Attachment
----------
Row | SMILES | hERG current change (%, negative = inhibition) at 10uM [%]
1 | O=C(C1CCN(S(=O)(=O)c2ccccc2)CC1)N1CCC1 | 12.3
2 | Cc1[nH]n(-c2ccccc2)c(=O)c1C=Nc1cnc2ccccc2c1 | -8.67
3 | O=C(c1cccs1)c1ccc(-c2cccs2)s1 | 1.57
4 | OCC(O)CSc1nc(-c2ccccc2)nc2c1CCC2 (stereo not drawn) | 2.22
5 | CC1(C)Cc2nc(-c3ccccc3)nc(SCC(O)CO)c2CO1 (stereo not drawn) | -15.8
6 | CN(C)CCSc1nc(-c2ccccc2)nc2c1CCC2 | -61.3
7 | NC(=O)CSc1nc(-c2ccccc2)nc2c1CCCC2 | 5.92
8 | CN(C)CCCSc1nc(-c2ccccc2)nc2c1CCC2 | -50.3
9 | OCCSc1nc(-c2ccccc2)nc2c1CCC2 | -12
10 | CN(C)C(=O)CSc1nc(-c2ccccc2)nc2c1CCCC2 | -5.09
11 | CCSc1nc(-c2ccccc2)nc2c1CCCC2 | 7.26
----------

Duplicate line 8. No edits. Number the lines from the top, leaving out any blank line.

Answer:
7 | NC(=O)CSc1nc(-c2ccccc2)nc2c1CCCC2 | 5.92